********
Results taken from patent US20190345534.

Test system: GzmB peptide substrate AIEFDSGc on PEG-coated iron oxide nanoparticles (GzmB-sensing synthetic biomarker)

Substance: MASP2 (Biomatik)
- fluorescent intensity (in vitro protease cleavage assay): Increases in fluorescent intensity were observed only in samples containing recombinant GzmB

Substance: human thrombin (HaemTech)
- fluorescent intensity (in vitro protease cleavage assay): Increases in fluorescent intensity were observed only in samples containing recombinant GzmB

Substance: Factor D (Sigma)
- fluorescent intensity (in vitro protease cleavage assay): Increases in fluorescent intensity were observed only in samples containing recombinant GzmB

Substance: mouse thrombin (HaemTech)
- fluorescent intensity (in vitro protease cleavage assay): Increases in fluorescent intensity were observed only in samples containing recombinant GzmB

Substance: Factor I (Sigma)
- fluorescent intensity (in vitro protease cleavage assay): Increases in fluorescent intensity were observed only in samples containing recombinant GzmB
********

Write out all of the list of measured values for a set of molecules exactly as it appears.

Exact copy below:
Results taken from patent US20190345534.

Test system: GzmB peptide substrate AIEFDSGc on PEG-coated iron oxide nanoparticles (GzmB-sensing synthetic biomarker)

Substance: MASP2 (Biomatik)
- fluorescent intensity (in vitro protease cleavage assay): Increases in fluorescent intensity were observed only in samples containing recombinant GzmB

Substance: human thrombin (HaemTech)
- fluorescent intensity (in vitro protease cleavage assay): Increases in fluorescent intensity were observed only in samples containing recombinant GzmB

Substance: Factor D (Sigma)
- fluorescent intensity (in vitro protease cleavage assay): Increases in fluorescent intensity were observed only in samples containing recombinant GzmB

Substance: mouse thrombin (HaemTech)
- fluorescent intensity (in vitro protease cleavage assay): Increases in fluorescent intensity were observed only in samples containing recombinant GzmB

Substance: Factor I (Sigma)
- fluorescent intensity (in vitro protease cleavage assay): Increases in fluorescent intensity were observed only in samples containing recombinant GzmB